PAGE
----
In a snowy and barren Bruce County, the reality of winter does not appropriately reflect that of the busy summer season. In fact, the two realities are polar opposite. If one who is completely new to the Bruce walks along Berford Street in Wiarton on a brisk March afternoon, and returns again on a sweltering July afternoon, the individual would find it rather hard to believe that he or she is standing in the same location. This diversity of season-based traffic is something many rural cottage communities deal with, not only those lining the Bruce, but province-wide as well. What is rather impressive is the fact that this community realises the trouble behind being a seasonal tourism destination in extremely easy reach of 6.4 million people, and is willing to act on it.
When the predominately termed ‘tourist invasion’ first made headlines across the Bruce, the rest of Ontario was listening. Even though GTA tourists say they are— for the most part— not going to let a tourism boom prevent them from making the trek up when they can, some are ready to abandon summertime trips to the area, all for the reason most prevalent—It’s simply not the same anymore. The talk was so successful that the word of the Grey Bruce crisis travelled across the boarder into Michigan. It has now been five months since the biggest collaboration initiative was sought and although the process has been slow, word has finally surfaced that Tobermory would be seeing visitors pay for their parking space— which is in unquestionably high demand. Recently emerging are details about a soon-to-be-ready Visitors Centre in Hepworth.
Located at the very south of the famed peninsula, squashed between the sandy shore of Sauble Beach and the rocky base of Balmy Beach, Hepworth is the first stop for many visitors in the region. Why not use this extremely convenient location to educate people? I, for one, see an overwhelming heap of potential in this new visitor’s centre— in fact, I think that the whole Peninsula could benefit from it. By building a tourist information centre right at the beginning of the Bruce, a way to communicate with potential North Bruce tourists becomes apparent. This means of communication can work on many levels to solve local crowding issues throughout the park.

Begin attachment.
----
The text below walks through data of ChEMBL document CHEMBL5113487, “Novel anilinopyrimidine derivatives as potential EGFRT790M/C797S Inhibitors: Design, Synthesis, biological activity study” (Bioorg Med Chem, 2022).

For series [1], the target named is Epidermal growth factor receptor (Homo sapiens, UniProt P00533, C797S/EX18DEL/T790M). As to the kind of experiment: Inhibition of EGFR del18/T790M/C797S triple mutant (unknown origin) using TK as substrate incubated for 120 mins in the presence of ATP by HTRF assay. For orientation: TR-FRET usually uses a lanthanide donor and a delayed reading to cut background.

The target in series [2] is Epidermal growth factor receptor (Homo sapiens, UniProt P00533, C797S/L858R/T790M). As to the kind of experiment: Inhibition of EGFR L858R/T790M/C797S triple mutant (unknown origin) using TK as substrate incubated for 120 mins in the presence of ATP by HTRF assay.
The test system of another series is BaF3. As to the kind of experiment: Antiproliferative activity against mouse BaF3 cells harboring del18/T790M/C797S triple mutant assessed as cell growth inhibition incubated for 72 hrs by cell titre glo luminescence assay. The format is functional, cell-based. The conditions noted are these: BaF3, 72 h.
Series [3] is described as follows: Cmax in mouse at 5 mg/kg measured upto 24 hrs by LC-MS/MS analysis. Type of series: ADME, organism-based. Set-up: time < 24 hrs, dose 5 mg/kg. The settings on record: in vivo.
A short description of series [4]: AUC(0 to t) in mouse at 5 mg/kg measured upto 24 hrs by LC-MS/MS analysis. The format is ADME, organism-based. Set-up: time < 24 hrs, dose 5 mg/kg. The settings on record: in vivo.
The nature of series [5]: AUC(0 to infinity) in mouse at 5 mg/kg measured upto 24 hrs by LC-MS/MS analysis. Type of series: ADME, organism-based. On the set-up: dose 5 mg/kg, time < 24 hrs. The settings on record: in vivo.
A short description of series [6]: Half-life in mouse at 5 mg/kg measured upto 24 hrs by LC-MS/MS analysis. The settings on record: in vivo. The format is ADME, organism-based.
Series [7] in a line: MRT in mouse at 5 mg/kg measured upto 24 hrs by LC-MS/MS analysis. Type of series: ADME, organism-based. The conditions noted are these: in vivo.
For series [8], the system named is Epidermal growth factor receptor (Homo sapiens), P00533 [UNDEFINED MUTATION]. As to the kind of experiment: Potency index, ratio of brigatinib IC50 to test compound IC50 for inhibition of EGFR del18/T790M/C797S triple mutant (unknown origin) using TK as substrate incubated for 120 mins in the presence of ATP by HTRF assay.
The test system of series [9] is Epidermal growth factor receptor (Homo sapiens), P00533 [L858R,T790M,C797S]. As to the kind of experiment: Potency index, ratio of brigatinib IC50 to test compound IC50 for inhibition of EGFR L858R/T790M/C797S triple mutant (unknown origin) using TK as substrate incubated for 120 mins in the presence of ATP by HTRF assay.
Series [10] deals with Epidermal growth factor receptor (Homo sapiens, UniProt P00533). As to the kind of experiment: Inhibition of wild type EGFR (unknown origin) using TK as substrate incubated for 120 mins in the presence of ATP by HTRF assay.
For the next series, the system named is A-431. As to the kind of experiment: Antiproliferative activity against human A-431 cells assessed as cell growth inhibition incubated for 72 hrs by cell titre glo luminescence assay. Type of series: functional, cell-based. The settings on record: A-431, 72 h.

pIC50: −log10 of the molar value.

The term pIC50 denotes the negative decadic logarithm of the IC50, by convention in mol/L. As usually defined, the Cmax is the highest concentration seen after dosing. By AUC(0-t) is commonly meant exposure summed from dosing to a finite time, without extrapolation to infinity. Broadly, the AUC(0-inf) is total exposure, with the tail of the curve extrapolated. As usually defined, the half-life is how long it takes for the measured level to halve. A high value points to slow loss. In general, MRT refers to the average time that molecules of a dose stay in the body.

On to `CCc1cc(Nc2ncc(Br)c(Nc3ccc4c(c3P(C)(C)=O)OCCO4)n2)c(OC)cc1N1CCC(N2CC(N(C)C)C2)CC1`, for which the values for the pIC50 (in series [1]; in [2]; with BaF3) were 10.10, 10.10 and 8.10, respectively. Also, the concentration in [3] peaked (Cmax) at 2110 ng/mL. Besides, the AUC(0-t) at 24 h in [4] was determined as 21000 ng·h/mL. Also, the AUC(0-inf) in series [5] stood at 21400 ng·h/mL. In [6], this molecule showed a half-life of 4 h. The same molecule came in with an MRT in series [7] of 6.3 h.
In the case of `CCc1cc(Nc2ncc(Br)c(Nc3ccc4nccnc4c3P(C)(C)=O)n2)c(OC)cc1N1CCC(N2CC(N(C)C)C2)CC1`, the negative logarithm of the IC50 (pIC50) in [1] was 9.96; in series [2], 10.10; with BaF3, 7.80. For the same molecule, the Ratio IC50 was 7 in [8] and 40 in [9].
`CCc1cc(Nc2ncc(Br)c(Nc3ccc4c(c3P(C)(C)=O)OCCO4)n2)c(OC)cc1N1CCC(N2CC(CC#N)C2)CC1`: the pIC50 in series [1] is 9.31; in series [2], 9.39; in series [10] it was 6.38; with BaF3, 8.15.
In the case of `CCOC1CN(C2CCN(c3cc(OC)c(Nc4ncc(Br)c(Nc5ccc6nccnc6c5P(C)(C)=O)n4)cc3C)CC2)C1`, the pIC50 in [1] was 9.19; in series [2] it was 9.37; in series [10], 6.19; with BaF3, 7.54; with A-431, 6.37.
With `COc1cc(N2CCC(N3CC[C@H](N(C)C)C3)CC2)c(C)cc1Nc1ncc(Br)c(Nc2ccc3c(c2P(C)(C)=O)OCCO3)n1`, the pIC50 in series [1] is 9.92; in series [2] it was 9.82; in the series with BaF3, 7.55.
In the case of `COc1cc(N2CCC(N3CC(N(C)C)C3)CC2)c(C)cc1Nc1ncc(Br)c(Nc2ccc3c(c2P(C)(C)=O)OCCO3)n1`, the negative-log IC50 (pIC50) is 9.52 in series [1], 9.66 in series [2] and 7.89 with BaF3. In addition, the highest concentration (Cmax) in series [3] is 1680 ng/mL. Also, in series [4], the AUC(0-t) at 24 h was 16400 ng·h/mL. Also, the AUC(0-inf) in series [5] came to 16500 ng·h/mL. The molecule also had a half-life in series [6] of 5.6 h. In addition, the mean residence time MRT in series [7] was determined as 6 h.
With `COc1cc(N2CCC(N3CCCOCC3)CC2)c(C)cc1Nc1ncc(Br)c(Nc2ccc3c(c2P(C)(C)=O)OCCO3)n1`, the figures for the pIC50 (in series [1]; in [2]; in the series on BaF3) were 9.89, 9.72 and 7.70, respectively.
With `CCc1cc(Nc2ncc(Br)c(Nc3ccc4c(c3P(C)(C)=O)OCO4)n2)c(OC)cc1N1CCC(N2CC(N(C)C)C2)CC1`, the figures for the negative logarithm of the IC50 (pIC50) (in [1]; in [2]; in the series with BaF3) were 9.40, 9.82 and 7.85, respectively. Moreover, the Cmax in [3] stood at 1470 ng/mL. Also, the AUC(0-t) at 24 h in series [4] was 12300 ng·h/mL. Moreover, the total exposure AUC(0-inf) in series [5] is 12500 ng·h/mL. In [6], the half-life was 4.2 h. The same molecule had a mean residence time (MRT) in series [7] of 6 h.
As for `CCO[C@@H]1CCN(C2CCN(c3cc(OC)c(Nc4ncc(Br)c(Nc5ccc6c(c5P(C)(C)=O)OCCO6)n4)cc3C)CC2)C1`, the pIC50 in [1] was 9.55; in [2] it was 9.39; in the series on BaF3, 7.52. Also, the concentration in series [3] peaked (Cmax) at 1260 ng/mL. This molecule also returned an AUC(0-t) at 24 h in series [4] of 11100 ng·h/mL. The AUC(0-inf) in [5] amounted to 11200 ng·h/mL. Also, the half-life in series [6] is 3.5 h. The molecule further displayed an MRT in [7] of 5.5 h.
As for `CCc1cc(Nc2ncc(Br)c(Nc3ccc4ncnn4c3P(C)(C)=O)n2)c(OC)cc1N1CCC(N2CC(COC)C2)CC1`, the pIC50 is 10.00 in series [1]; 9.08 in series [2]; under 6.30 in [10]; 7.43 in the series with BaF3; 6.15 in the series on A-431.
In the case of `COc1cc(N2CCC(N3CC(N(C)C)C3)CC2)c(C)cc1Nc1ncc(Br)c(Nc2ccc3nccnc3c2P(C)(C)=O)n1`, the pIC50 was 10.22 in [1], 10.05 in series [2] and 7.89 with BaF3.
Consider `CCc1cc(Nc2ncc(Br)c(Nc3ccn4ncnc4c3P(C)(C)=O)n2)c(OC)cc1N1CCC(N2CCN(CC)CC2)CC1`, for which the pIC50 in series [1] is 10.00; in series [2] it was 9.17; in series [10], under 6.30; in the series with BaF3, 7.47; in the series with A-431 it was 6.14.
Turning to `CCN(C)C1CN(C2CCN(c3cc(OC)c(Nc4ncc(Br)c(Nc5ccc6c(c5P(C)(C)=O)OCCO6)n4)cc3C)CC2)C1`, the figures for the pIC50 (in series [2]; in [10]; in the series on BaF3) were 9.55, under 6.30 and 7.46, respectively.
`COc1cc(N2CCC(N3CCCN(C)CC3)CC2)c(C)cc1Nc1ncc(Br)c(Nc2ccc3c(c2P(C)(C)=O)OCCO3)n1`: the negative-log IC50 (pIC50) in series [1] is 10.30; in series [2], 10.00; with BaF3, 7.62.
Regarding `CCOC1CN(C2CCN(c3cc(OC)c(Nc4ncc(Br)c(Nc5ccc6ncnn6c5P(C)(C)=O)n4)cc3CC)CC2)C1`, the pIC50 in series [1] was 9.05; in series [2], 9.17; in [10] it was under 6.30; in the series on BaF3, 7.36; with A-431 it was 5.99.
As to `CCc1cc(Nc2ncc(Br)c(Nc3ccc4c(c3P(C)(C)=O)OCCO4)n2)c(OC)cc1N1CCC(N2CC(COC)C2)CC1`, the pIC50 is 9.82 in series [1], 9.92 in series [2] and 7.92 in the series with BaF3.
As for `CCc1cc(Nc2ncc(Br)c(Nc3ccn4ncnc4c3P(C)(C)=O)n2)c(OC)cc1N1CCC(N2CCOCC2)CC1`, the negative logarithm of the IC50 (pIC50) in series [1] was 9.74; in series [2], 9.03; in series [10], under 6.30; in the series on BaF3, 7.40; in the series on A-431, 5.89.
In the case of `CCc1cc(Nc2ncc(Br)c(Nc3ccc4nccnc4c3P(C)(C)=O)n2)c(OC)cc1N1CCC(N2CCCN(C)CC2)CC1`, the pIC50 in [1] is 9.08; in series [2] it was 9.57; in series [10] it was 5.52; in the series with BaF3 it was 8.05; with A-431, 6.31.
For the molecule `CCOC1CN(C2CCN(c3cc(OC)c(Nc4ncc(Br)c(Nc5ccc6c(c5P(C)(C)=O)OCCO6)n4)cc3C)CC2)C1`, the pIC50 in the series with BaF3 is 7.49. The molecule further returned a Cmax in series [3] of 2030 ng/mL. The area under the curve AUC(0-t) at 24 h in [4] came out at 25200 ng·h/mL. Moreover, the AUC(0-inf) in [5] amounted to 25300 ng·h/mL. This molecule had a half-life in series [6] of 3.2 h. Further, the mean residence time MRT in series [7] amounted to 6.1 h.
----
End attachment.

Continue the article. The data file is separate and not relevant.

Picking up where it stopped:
Perhaps a digital sign highlighting traffic conditions on the rest of highway six; or an electronic display board, with live information streaming in from the park, displaying current parking capacity and time slots sold—taking into consideration the Park’s timeslot parking. The convenience of ‘stopping and checking’ for traffic and crowding updates is twofold. In one sense, people can visually see for themselves the state of North Bruce traffic, and make their own adjustments to their trip before driving all the way up and being disappointed. In another, the local economy of the passer-by town that is Hepworth will see a boom also.
Perhaps here, at the very beginning of the Peninsula, travel experts and tourism operators can begin the process of pushing alternate locations. After all, the towns hugging the south shore of the Bruce— such as Southampton and Point Clark—are not nearly as crowded as any place north of Sauble. Perhaps here, the beginning of something new can emerge for the county. It is now time to act on this. Show the onlookers— the rest of Ontario—that the Bruce can make decisions as a community which strive to resolve worthwhile issues.
J. Gentile is a freelancer who has been documenting tourism trends, and changes in Bruce-Grey, along with campaigning for a greener region.